Physician Assisted Suicide


Section 241(b) of the Criminal Code provides that anyone who aids or abets a person to commit suicide, whether suicide ensues or not, is guilty of an indictable offence and liable to imprisonment for a term not exceeding 14 years. Under Section 241(b), physician-assisted suicide is also prohibited. The Supreme Court of British Columbia recently ruled in Carter v. Canada (Attorney General) [Carter] that Section 241(b) is unconstitutional because suicide itself is not illegal and the provision infringed on the equality rights of people who were mentally competent but were grievously and irremediably ill and physically disabled, or soon to become so, so that they were unable to commit suicide without assistance.

In Carter, Ms. Taylor is a 64 years old woman and suffers from Lou Gehrig’s disease, which is a disease of the nerve cells in the brain and spinal cord that control voluntary muscle movement. As the disease progresses, she will eventually lose the ability to breathe on her own. Ms. Taylor sought the availability of physician-assisted death as an option in the event that life became unbearable. The Court declared Section 241(b) of the Criminal Code to be invalid with operation of the declaration suspended for one year to give the lawmakers time to change the legislation. Meanwhile, the Court granted Ms. Taylor a constitutional exemption to avail herself of physician-assisted death subject to certain conditions. The conditions are as follows:

  • It must be a physician-assisted suicide by a medical practitioner in the context of a physician-patient relationship;
  • The patient seeking physician-assisted suicide must be a fully informed and non-ambivalent competent adult who:
    • is free from coercion and undue influence,
    • is not clinically depressed and who personally (not through a substituted decision-maker) requests physician assisted death, and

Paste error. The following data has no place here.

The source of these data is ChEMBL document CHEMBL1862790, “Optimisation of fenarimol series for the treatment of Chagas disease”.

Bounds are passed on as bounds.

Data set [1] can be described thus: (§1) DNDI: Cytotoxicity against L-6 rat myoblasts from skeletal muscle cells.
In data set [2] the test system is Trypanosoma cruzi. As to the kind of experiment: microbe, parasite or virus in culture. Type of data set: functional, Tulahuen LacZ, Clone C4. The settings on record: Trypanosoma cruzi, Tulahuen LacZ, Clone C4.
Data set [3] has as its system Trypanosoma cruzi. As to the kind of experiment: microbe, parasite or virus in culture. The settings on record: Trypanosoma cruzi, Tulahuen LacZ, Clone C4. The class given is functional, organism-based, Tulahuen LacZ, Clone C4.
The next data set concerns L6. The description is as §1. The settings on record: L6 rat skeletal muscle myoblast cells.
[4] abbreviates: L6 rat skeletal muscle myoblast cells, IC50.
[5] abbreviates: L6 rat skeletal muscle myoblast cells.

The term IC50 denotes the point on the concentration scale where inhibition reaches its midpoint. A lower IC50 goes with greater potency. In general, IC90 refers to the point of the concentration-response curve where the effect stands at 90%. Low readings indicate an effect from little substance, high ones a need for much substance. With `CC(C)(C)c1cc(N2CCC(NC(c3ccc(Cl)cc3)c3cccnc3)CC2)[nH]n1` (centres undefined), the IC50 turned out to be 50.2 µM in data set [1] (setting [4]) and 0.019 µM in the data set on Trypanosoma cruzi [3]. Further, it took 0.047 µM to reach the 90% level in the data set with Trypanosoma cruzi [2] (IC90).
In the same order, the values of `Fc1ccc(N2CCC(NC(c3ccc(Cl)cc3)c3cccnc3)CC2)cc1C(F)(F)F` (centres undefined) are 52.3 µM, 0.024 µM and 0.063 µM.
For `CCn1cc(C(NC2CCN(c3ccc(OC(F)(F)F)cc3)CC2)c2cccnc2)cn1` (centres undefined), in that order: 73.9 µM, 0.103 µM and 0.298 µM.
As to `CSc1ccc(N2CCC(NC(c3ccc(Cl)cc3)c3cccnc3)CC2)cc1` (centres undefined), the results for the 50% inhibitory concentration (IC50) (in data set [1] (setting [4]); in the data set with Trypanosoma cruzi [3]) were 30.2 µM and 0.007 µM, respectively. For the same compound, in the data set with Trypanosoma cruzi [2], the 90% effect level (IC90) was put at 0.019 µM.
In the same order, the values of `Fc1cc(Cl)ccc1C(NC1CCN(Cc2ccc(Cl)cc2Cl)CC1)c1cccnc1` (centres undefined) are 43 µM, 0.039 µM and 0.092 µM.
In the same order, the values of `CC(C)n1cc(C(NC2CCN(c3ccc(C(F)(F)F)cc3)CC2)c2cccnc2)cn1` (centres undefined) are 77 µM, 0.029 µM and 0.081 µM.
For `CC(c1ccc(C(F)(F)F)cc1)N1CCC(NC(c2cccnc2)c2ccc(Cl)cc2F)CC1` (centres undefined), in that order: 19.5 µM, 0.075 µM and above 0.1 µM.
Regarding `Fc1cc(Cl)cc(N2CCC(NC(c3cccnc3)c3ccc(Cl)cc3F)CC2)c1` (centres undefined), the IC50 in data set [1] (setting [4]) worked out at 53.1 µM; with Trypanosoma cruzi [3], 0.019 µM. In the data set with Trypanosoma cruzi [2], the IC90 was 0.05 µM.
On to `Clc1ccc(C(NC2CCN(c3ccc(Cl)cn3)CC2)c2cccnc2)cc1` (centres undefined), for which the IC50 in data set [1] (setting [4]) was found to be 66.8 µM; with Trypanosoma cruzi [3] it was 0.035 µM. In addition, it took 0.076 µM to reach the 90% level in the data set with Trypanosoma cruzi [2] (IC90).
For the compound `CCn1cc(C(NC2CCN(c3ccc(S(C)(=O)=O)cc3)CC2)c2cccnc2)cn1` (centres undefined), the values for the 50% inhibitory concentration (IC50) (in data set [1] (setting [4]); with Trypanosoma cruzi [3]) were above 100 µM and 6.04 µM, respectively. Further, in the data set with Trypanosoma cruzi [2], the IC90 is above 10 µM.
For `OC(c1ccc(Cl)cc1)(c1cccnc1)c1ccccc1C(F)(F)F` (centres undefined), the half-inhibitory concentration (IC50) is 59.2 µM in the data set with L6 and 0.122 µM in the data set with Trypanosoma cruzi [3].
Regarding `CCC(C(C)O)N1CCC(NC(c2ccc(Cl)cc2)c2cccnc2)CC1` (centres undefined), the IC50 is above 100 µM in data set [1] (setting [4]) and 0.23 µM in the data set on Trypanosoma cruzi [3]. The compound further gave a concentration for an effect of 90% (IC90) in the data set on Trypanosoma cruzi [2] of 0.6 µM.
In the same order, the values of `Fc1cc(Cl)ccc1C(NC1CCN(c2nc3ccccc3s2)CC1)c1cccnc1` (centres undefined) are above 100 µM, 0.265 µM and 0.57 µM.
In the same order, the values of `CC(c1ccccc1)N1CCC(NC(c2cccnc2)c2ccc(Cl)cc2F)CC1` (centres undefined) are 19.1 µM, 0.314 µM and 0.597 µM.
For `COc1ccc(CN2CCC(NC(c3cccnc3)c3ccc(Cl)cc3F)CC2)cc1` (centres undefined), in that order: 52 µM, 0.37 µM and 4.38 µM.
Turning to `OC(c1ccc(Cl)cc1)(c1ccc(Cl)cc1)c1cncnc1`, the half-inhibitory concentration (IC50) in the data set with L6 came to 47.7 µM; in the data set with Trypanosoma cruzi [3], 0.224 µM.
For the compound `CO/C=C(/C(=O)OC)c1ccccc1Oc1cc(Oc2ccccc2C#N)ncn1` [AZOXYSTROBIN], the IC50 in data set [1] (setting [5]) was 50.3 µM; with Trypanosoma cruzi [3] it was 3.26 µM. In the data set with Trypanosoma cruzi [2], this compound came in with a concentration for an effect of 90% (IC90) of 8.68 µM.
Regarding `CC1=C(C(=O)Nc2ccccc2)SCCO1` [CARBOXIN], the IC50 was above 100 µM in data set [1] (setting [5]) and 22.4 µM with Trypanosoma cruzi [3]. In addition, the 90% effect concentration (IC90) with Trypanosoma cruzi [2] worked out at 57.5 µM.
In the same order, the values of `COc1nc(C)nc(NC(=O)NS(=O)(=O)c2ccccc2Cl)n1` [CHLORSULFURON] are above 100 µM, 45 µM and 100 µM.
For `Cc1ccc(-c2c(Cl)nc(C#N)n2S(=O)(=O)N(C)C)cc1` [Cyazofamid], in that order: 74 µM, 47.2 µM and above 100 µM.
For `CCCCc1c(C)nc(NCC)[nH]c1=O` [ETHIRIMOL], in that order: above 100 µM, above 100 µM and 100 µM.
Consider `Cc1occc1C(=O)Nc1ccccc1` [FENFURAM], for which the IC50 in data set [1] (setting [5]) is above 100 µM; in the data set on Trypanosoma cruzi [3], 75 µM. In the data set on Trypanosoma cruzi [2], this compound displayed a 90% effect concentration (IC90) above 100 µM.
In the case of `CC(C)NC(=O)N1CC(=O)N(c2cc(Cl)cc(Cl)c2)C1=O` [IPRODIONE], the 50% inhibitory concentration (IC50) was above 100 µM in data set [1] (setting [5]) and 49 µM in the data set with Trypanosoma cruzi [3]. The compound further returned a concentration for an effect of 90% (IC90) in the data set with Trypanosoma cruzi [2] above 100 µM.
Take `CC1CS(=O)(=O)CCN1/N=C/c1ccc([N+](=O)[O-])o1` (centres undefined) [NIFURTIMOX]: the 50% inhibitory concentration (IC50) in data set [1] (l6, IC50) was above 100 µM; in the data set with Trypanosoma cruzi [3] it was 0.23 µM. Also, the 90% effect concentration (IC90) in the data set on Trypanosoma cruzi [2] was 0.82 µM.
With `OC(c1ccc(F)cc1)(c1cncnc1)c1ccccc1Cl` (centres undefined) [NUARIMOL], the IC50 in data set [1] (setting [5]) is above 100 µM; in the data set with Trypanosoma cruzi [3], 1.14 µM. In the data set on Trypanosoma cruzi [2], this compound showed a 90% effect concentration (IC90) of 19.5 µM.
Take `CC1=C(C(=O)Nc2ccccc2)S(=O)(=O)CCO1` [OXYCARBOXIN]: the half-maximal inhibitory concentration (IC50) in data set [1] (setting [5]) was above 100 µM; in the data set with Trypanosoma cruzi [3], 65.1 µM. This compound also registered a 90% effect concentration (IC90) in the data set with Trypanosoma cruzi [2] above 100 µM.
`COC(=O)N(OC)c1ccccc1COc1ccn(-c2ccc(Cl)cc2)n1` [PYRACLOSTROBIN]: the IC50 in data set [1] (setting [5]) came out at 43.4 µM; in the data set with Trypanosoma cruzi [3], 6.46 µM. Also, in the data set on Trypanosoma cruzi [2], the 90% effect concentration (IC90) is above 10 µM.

• is materially physically disabled or is soon to become so, has been diagnosed by a medical practitioner as having a serious illness, disease or disability, is in a state of advanced weakening capacity with no chance of improvement, has an illness that is without remedy as determined by reference to treatment options acceptable to the person, and has an illness causing enduring physical or psychological suffering that is intolerable to that person and cannot be alleviated by any medical treatment acceptable to that person.

When ultimately the law is clarified for the members at large, either by Parliament or through appeal, the following are points to be borne in mind from the estate perspective:

  • Such assisted suicide is limited to physician-assisted suicide by a medical practitioner in the context of a physician-patient relationship. As such, even if one of the patient’s family members is a medical practitioner, that family member cannot assist with the patient’s suicide. The criminality of assisted suicide beyond physician-assisted suicide by a medical practitioner in the context of a physician-patient relationship remains. This means that a family member who assists another family member to commit suicide will lose the right to inherit from the estate of the latter because of the public policy precluding a person from inheriting from an estate on the basis that the potential beneficiary should not benefit from the crime.
  • Such physician-assisted suicide can only be requested by the person personally. This means that an attorney under the Power of Attorney cannot make a request on behalf of the grantor for a physician assisted suicide.